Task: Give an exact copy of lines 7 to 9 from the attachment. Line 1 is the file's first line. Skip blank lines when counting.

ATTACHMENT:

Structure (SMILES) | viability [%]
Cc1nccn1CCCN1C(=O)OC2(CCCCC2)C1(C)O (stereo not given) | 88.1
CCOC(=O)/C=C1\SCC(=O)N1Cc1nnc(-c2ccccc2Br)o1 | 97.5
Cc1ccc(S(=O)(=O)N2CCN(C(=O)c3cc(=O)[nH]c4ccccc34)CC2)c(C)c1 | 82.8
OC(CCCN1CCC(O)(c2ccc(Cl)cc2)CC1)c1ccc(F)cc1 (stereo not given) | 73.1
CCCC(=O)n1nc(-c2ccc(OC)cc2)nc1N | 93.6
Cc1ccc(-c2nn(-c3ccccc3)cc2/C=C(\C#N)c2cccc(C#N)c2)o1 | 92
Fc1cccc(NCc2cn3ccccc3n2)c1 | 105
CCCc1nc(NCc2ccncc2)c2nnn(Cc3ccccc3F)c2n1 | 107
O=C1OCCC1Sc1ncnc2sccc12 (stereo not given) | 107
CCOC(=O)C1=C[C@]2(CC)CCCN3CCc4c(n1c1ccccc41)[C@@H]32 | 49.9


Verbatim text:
Cc1ccc(-c2nn(-c3ccccc3)cc2/C=C(\C#N)c2cccc(C#N)c2)o1 | 92
Fc1cccc(NCc2cn3ccccc3n2)c1 | 105
CCCc1nc(NCc2ccncc2)c2nnn(Cc3ccccc3F)c2n1 | 107